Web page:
19 June 2008

What is capitalism?

An economic system based on a free market, open competition, profit motive and private ownership of the means of production. Capitalism encourages private investment and business, compared to a government-controlled economy. Investors in these private companies (i.e. shareholders) also own the firms and are known as capitalists.

What is a pyramid scheme?
A fraudulent moneymaking scheme in which people are recruited to make payments to others above them in a hierarchy while expecting to receive payments from people recruited below them. Eventually the number of new recruits fails to sustain the payment structure, and the scheme collapses with most people losing the money they paid in.

Why is Capitalism a pyramid scheme?
Early entrants to capitalism and free trade (UK, the US, Western Europe, Japan) accumulated great wealth, but later entrants face huge problems: global warming, pollution, population growth and resource depletion, not problems when the US industrialized. The Economist projected that China will match the US as the largest economy in 2030, a straight line projection of current trends. What is unaccounted for by economists is the wealth-reducing damage to the earth that such unrestrained growth will already have caused.

Capitalism, in order to be a healthy, viable system has to sustain constant growth. A young, growing population is counted as a plus. A capitalist economy that does not grow is in a "depression." And yet, the earth has finite resources, and a finite "carrying capacity." The run up in energy and resource prices are simply indications of what is beginning to happen. Global warming is another, and portends increasing droughts in large parts of the world, reducing the amounts of food available, promoting famine.

For Americans to expect that they can continue their "way of life," when in competition for scarce resources with the huge countries of China and India is simply a fantasy. It is also a fantasy that the Chinese or Indians will someday enjoy affluent lifestyles like Americans. If the over 3 billions of people from those two countries and nearby East Asia consume and pollute even at (lower) European levels, the oceans will become deserts from over-fishing, resources that are not 100% recycled will become prohibitively expensive and global warming will render most agriculture way over-taxed to produce the necessary food (especially if the Chinese and Indians demand diets comparable to Americans). This is why capitalism is a pyramid scheme; it is not sustainable.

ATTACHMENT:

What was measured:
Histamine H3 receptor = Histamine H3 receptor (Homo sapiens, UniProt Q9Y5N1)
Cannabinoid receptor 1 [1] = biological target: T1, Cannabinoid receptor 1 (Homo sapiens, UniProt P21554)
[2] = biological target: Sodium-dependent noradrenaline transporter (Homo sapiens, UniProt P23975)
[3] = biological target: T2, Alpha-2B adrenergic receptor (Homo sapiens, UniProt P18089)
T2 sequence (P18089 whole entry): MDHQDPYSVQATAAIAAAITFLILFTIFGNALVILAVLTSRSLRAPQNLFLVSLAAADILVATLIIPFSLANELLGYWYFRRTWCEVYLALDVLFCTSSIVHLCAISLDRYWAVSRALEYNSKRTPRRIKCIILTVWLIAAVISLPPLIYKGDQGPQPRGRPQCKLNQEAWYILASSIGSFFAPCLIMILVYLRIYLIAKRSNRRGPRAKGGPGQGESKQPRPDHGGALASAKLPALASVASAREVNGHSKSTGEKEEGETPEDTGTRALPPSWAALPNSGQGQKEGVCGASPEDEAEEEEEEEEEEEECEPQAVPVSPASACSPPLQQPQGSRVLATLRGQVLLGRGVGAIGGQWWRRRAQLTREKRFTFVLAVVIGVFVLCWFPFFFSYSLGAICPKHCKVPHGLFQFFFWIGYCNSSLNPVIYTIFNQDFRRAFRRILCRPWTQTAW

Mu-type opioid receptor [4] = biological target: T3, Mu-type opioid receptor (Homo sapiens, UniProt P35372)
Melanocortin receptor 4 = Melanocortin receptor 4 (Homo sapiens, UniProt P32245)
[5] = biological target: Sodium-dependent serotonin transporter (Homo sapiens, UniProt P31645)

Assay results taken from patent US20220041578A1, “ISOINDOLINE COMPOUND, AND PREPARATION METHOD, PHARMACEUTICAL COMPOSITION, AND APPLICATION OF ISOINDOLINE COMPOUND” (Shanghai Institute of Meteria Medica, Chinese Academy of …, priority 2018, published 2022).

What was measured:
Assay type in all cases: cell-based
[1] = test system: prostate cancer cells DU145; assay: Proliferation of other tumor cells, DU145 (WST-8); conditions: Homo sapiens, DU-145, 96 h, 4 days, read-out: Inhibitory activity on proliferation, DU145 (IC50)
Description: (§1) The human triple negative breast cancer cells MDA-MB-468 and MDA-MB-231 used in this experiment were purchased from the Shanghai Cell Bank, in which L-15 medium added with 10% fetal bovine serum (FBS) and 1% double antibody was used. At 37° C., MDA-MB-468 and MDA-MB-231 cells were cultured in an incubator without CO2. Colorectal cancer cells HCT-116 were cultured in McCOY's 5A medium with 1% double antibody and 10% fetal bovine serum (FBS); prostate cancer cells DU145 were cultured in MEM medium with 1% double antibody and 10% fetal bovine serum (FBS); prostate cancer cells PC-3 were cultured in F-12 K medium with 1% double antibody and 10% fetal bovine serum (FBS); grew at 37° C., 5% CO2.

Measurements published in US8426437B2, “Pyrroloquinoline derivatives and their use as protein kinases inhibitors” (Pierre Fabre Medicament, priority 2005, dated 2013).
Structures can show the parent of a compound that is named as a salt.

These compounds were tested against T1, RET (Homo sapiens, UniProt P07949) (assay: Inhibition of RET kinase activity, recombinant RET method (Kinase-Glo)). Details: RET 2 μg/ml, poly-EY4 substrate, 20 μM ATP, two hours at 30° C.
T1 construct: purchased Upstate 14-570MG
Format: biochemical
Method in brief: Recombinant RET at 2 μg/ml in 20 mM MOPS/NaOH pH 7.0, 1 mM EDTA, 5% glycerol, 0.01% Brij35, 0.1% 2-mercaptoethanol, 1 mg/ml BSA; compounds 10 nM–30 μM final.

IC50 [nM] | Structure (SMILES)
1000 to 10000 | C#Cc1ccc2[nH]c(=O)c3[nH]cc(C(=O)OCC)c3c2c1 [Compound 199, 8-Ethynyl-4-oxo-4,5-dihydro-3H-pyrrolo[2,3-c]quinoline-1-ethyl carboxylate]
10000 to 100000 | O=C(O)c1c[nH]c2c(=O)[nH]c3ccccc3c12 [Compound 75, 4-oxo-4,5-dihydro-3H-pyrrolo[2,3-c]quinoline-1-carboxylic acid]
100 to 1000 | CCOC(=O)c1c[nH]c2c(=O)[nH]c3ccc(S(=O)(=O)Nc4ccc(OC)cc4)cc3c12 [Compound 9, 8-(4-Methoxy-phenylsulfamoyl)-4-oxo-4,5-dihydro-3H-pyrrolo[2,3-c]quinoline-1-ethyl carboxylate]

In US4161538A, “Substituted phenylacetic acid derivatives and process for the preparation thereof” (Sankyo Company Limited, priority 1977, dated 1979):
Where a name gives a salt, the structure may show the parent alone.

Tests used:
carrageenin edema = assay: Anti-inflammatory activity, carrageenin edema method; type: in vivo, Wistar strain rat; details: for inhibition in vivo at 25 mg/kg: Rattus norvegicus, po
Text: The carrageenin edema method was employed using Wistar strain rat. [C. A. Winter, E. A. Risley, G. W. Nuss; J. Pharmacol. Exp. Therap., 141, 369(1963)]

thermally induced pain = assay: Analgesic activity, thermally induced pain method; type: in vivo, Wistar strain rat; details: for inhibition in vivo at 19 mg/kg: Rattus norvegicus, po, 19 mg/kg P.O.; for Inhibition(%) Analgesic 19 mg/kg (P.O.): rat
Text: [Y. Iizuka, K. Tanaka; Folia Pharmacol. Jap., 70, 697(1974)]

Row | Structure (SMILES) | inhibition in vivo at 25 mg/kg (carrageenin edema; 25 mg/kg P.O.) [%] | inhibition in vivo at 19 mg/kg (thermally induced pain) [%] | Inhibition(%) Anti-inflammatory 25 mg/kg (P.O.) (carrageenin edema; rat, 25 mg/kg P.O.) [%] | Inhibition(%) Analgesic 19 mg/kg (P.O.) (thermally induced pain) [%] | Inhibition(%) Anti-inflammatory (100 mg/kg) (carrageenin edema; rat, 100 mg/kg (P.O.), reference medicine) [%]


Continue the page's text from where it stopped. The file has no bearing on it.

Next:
Capitalism as one commentator puts it:
- capitalism thrives on profitability
- profitability thrives on economic growth
- economic growth thrives on increased consumption of goods

- increased consumption of goods thrives on increased use of natural resources (capitalism loves uncontrolled population growth)

- increased use of natural resources results in eventual depletion of natural resources

Therefore, capitalism promotes the eventual depletion of natural resources (and doesn’t care about overpopulation)

What’s the best ally of Capitalism?
Organized religions that promote lots of babies.

Does Capitalism really care about the human being?
No. That’s democracy. Don’t get them confused.
Capitalism cares about profitability.

Democracy does not thrive on profitability.
It does not address profitability.
It is a model for majority representation with good or bad outcomes.


I am currently reading A New Green History Of The World by Clive Ponting. It is a concise and interesting overview of the history of humanity's relationship with the environment. The book is available for borrowing at the Singapore National Library. Here are some excerpts from the last chapter:
The number of people who have to live on less than $1 day rose from 1.2 billion in 1987 to 1.5 billion in 2000 and within the next decade the total is likely to rise to 1.9 billion or more than a quarter of the world's population. If some attempt was made to combat the glaring inequalities in the world and the standard of living of the poorest countries were to rise to current European (not American) standards then the world's consumption of resources would have to rise more than 150-fold. It is unlikely that there are enough resources in the world to sustain this level of consumption. Even if there were the consequences, in terms of industrial pollution, would be disastrous.